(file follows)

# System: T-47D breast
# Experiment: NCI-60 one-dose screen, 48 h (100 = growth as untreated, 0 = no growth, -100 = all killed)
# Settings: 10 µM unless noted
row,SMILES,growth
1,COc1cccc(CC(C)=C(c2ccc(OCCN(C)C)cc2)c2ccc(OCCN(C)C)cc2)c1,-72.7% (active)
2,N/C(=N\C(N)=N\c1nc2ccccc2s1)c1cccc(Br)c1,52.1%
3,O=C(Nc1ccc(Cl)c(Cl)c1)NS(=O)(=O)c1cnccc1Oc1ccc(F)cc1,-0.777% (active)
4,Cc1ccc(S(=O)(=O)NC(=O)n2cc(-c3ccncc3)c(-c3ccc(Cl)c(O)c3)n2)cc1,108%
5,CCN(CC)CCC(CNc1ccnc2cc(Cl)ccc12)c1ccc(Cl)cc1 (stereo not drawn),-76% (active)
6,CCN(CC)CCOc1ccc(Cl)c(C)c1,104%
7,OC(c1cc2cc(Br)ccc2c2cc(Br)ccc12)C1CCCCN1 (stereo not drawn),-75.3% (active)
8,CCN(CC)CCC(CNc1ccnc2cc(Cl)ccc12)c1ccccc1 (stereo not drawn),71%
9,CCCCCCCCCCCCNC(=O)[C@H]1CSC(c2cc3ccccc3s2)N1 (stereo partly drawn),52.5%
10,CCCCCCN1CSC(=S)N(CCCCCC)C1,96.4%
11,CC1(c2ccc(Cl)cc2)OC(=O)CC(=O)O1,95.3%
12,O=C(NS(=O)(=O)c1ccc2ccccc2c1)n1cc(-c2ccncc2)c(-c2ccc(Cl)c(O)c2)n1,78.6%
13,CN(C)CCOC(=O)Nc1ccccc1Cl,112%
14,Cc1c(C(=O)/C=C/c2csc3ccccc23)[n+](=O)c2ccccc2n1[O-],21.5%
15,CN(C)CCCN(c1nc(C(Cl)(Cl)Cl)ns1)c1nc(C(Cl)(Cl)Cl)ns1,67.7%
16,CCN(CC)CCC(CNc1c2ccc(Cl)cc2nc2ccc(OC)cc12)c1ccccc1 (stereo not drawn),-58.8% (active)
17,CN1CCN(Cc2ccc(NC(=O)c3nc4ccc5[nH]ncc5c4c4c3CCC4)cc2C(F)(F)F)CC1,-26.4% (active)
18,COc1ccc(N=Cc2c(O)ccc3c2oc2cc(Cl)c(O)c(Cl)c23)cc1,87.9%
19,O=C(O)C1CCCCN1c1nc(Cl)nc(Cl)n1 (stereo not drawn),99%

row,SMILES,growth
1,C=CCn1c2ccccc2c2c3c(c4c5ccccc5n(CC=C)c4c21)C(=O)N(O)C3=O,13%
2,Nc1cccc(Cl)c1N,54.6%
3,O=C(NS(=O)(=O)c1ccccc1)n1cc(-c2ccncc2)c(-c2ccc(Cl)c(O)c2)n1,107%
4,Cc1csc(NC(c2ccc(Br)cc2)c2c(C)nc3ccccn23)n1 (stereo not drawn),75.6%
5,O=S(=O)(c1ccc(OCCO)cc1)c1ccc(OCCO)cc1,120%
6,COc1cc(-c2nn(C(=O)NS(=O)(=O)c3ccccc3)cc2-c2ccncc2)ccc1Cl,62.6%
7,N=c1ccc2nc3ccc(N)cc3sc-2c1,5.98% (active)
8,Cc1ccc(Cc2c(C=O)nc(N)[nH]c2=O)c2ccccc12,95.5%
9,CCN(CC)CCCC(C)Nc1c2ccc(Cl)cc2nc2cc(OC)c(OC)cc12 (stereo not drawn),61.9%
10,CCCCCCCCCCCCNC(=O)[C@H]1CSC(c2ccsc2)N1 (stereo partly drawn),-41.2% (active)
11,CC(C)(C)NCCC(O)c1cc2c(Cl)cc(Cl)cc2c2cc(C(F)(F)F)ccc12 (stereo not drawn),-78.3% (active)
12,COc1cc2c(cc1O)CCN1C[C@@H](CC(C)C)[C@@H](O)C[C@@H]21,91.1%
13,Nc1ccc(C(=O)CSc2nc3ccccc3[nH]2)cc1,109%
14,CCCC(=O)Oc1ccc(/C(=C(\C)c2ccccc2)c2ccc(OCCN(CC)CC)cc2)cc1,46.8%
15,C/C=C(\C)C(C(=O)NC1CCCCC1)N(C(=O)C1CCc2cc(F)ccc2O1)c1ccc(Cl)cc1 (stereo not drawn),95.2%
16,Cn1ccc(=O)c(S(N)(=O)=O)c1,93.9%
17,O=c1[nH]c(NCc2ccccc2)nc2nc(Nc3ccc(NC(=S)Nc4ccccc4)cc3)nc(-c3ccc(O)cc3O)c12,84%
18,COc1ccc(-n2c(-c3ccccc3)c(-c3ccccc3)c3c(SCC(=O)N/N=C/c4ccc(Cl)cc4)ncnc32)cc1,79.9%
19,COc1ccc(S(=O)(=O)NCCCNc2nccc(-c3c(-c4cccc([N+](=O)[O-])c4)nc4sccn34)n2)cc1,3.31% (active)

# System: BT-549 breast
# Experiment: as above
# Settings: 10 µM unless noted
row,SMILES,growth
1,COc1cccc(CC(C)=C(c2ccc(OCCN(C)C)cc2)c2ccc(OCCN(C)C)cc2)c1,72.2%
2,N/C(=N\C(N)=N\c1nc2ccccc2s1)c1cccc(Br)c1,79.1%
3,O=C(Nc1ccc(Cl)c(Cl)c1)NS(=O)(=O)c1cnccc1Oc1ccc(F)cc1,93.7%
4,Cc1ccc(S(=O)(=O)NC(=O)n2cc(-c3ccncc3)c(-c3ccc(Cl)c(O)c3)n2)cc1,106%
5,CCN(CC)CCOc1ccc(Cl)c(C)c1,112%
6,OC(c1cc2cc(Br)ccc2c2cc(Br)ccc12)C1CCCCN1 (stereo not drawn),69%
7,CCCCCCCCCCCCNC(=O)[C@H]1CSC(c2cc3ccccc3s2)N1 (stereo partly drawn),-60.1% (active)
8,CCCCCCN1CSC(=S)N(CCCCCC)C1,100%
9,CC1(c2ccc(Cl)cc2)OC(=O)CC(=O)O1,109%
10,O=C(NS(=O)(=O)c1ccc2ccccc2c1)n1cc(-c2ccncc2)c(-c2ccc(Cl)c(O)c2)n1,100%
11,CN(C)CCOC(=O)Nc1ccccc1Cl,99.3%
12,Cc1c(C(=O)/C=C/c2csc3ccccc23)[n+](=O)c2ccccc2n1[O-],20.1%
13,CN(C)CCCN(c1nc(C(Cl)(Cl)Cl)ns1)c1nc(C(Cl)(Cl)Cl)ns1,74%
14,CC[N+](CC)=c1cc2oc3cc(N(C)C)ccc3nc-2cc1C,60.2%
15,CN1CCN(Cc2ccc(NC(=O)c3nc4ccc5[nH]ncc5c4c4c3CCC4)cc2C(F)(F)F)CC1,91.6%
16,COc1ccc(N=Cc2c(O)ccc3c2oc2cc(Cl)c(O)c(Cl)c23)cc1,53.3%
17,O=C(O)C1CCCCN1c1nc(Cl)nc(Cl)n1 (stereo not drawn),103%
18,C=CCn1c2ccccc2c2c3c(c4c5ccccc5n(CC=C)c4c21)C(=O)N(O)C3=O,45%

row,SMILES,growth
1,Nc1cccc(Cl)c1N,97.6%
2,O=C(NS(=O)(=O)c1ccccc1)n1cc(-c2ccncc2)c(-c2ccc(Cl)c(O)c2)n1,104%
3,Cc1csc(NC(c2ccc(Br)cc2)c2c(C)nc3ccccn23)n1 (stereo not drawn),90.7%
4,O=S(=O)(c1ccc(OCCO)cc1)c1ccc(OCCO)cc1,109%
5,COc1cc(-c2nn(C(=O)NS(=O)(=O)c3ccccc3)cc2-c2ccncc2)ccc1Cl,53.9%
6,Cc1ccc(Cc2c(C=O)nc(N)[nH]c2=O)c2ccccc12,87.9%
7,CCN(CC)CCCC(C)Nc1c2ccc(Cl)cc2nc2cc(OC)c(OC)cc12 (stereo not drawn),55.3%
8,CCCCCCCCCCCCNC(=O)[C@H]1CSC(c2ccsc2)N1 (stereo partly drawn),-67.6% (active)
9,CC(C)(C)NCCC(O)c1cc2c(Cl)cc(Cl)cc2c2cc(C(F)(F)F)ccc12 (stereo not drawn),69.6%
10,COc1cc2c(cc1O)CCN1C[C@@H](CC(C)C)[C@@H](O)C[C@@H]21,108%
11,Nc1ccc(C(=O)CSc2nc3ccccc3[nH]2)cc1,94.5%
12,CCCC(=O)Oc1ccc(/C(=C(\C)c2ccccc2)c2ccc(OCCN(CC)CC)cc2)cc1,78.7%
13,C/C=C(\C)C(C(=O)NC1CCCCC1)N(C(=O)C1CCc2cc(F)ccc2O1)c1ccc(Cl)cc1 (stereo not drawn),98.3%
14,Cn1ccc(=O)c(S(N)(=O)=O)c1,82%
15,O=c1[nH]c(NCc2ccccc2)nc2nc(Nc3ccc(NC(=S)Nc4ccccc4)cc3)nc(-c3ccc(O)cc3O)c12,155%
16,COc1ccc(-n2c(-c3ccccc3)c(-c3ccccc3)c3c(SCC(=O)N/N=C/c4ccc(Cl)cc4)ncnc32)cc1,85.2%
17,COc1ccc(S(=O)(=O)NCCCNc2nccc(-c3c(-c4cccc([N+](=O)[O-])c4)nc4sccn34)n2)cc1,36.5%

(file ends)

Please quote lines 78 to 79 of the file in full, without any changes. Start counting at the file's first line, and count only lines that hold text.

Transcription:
12,CCCC(=O)Oc1ccc(/C(=C(\C)c2ccccc2)c2ccc(OCCN(CC)CC)cc2)cc1,78.7%
13,C/C=C(\C)C(C(=O)NC1CCCCC1)N(C(=O)C1CCc2cc(F)ccc2O1)c1ccc(Cl)cc1 (stereo not drawn),98.3%